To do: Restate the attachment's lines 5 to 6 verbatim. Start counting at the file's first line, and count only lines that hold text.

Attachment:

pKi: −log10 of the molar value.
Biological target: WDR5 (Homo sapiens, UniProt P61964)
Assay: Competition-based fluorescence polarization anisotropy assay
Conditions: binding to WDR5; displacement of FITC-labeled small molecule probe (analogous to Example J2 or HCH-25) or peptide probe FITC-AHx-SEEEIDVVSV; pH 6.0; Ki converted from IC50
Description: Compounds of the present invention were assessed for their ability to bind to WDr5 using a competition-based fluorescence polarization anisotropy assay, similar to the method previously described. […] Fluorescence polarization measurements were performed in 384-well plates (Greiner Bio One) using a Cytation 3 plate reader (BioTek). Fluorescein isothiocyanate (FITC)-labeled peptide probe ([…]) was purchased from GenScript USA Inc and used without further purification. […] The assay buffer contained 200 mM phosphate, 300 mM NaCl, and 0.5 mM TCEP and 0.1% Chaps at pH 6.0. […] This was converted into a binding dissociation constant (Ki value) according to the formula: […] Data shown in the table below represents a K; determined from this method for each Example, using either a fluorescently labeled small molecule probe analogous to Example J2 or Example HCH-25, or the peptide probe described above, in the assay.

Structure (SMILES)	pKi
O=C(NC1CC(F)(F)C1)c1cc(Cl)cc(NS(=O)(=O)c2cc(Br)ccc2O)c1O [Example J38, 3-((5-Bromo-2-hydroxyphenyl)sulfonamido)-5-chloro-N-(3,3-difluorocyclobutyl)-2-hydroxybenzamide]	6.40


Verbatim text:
Description: Compounds of the present invention were assessed for their ability to bind to WDr5 using a competition-based fluorescence polarization anisotropy assay, similar to the method previously described. […] Fluorescence polarization measurements were performed in 384-well plates (Greiner Bio One) using a Cytation 3 plate reader (BioTek). Fluorescein isothiocyanate (FITC)-labeled peptide probe ([…]) was purchased from GenScript USA Inc and used without further purification. […] The assay buffer contained 200 mM phosphate, 300 mM NaCl, and 0.5 mM TCEP and 0.1% Chaps at pH 6.0. […] This was converted into a binding dissociation constant (Ki value) according to the formula: […] Data shown in the table below represents a K; determined from this method for each Example, using either a fluorescently labeled small molecule probe analogous to Example J2 or Example HCH-25, or the peptide probe described above, in the assay.

Structure (SMILES)	pKi